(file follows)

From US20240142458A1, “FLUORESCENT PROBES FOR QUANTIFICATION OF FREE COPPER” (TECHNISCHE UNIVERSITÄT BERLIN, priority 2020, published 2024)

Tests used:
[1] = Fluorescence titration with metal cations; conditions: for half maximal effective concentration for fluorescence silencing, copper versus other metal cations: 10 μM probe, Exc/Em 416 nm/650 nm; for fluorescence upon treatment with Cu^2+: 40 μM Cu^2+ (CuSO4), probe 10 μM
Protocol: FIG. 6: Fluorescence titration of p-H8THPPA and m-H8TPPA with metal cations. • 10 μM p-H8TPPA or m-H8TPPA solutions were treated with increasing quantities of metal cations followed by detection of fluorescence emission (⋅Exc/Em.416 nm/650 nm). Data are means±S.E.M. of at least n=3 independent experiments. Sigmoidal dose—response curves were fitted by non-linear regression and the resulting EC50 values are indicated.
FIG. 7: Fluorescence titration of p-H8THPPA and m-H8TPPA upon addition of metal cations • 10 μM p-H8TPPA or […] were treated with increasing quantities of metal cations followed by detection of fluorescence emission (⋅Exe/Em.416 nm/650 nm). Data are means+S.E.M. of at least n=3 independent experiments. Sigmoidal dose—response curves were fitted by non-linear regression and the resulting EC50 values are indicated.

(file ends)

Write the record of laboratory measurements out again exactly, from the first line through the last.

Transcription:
From US20240142458A1, “FLUORESCENT PROBES FOR QUANTIFICATION OF FREE COPPER” (TECHNISCHE UNIVERSITÄT BERLIN, priority 2020, published 2024)

Tests used:
[1] = Fluorescence titration with metal cations; conditions: for half maximal effective concentration for fluorescence silencing, copper versus other metal cations: 10 μM probe, Exc/Em 416 nm/650 nm; for fluorescence upon treatment with Cu^2+: 40 μM Cu^2+ (CuSO4), probe 10 μM
Protocol: FIG. 6: Fluorescence titration of p-H8THPPA and m-H8TPPA with metal cations. • 10 μM p-H8TPPA or m-H8TPPA solutions were treated with increasing quantities of metal cations followed by detection of fluorescence emission (⋅Exc/Em.416 nm/650 nm). Data are means±S.E.M. of at least n=3 independent experiments. Sigmoidal dose—response curves were fitted by non-linear regression and the resulting EC50 values are indicated.
FIG. 7: Fluorescence titration of p-H8THPPA and m-H8TPPA upon addition of metal cations • 10 μM p-H8TPPA or […] were treated with increasing quantities of metal cations followed by detection of fluorescence emission (⋅Exe/Em.416 nm/650 nm). Data are means+S.E.M. of at least n=3 independent experiments. Sigmoidal dose—response curves were fitted by non-linear regression and the resulting EC50 values are indicated.